• history
  • characteristics
  • production
  • applications
  • precautions
  • references
  • external links

Rhenium, 75Re
Rhenium single crystal bar and 1cm3 cube.jpg
Rhenium
Pronunciationm/ (REE-nee-əm)
Appearancesilvery-grayish
Standard atomic weight Ar, std(Re)186.207(1)[1]
Rhenium in the periodic table
Hydrogen Helium
Lithium Beryllium Boron Carbon Nitrogen Oxygen Fluorine Neon
Sodium Magnesium Aluminium Silicon Phosphorus Sulfur Chlorine Argon
Potassium Calcium Scandium Titanium Vanadium Chromium Manganese Iron Cobalt Nickel Copper Zinc Gallium Germanium Arsenic Selenium Bromine Krypton
Rubidium Strontium Yttrium Zirconium Niobium Molybdenum Technetium Ruthenium Rhodium Palladium Silver Cadmium Indium Tin Antimony Tellurium Iodine Xenon
Caesium Barium Lanthanum Cerium Praseodymium Neodymium Promethium Samarium Europium Gadolinium Terbium Dysprosium Holmium Erbium Thulium Ytterbium Lutetium Hafnium Tantalum Tungsten Rhenium Osmium Iridium Platinum Gold Mercury (element) Thallium Lead Bismuth Polonium Astatine Radon
Francium Radium Actinium Thorium Protactinium Uranium Neptunium Plutonium Americium Curium Berkelium Californium Einsteinium Fermium Mendelevium Nobelium Lawrencium Rutherfordium Dubnium Seaborgium Bohrium Hassium Meitnerium Darmstadtium Roentgenium Copernicium Nihonium Flerovium Moscovium Livermorium Tennessine Oganesson
Tc

Re

Bh
tungstenrheniumosmium
Atomic number (Z)75
Groupgroup 7
Periodperiod 6
Blockd-block
Element category  Transition metal
Electron configuration[Xe] 4f14 5d5 6s2
Electrons per shell2, 8, 18, 32, 13, 2
Physical properties
Phase at STPsolid
Melting point3459 K ​(3186 °C, ​5767 °F)
Boiling point5903 K ​(5630 °C, ​10,170 °F)
Density (near r.t.)21.02 g/cm3
when liquid (at m.p.)18.9 g/cm3
Heat of fusion60.43 kJ/mol
Heat of vaporization704 kJ/mol
Molar heat capacity25.48 J/(mol·K)
Vapor pressure
P (Pa) 1 10 100 1 k 10 k 100 k
at T (K) 3303 3614 4009 4500 5127 5954
Atomic properties
Oxidation states−3, −1, 0, +1, +2, +3, +4, +5, +6, +7 (a mildly acidic oxide)
ElectronegativityPauling scale: 1.9
Ionization energies
  • 1st: 760 kJ/mol
  • 2nd: 1260 kJ/mol
  • 3rd: 2510 kJ/mol
  • (more)
Atomic radiusempirical: 137 pm
Covalent radius151±7 pm
Color lines in a spectral range
Spectral lines of rhenium
Other properties
Natural occurrenceprimordial
Crystal structurehexagonal close-packed (hcp)
Hexagonal close packed crystal structure for rhenium
Speed of sound thin rod4700 m/s (at 20 °C)
Thermal expansion6.2 µm/(m·K)
Thermal conductivity48.0 W/(m·K)
Electrical resistivity193 nΩ·m (at 20 °C)
Magnetic orderingparamagnetic[2]
Magnetic susceptibility+67.6·10−6 cm3/mol (293 K)[3]
Young's modulus463 GPa
Shear modulus178 GPa
Bulk modulus370 GPa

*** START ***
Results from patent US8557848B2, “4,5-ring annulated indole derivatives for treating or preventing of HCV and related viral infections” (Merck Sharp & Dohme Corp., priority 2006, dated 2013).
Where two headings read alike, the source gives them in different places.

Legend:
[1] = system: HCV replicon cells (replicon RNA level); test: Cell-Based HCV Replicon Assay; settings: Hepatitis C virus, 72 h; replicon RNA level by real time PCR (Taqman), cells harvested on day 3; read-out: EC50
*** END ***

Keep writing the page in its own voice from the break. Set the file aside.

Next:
Poisson ratio0.30
Mohs hardness7.0
Vickers hardness1350–7850 MPa
Brinell hardness1320–2500 MPa
CAS Number7440-15-5
History
Namingafter the river Rhine (German: Rhein)
DiscoveryMasataka Ogawa (1908)
First isolationMasataka Ogawa (1919)
Named byWalter Noddack, Ida Noddack, Otto Berg (1925)
Main isotopes of rhenium
Iso­tope Abun­dance Half-life (t1/2) Decay mode Pro­duct
185Re 37.4% stable
187Re 62.6% 4.12×1010 y β 187Os
Category Category: Rhenium
| references

Rhenium is a chemical element with the symbol Re and atomic number 75. It is a silvery-gray, heavy, third-row transition metal in group 7 of the periodic table. With an estimated average concentration of 1 part per billion (ppb), rhenium is one of the rarest elements in the Earth's crust. Rhenium has the third-highest melting point and second-highest boiling point of any stable element at 5903 K.[4] Rhenium resembles manganese and technetium chemically and is mainly obtained as a by-product of the extraction and refinement of molybdenum and copper ores. Rhenium shows in its compounds a wide variety of oxidation states ranging from −1 to +7.

Discovered in 1908, rhenium was the second-last stable element to be discovered (the last being hafnium). It was named after the river Rhine in Europe.

Nickel-based superalloys of rhenium are used in the combustion chambers, turbine blades, and exhaust nozzles of jet engines. These alloys contain up to 6% rhenium, making jet engine construction the largest single use for the element. The second-most important use is as a catalyst: rhenium is an excellent catalyst for hydrogenation and isomerization, and is used for example in catalytic reforming of naphtha for use in gasoline (rheniforming process). Because of the low availability relative to demand, rhenium is expensive, with price reaching an all-time high in 2008/2009 of US$10,600 per kilogram (US$4,800 per pound). Due to increases in rhenium recycling and a drop in demand for rhenium in catalysts, the price of rhenium has dropped to US$2,844 per kilogram (US$1,290 per pound) as of July 2018.[5]